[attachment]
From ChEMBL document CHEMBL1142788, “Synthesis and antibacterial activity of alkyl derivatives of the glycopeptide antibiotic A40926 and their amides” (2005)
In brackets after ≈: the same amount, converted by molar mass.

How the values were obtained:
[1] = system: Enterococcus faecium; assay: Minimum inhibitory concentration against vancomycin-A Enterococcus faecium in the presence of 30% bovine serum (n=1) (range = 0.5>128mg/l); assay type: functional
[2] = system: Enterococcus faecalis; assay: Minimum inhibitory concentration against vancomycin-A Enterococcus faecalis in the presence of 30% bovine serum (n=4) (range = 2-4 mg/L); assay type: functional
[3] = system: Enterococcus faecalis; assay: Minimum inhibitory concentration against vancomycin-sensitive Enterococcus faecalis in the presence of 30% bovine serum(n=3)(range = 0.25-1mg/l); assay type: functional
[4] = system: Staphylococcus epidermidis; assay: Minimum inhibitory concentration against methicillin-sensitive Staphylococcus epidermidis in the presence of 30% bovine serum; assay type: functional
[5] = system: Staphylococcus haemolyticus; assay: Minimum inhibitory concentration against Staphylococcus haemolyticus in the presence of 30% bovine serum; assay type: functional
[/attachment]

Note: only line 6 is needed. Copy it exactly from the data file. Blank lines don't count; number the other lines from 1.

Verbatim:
[3] = system: Enterococcus faecalis; assay: Minimum inhibitory concentration against vancomycin-sensitive Enterococcus faecalis in the presence of 30% bovine serum(n=3)(range = 0.25-1mg/l); assay type: functional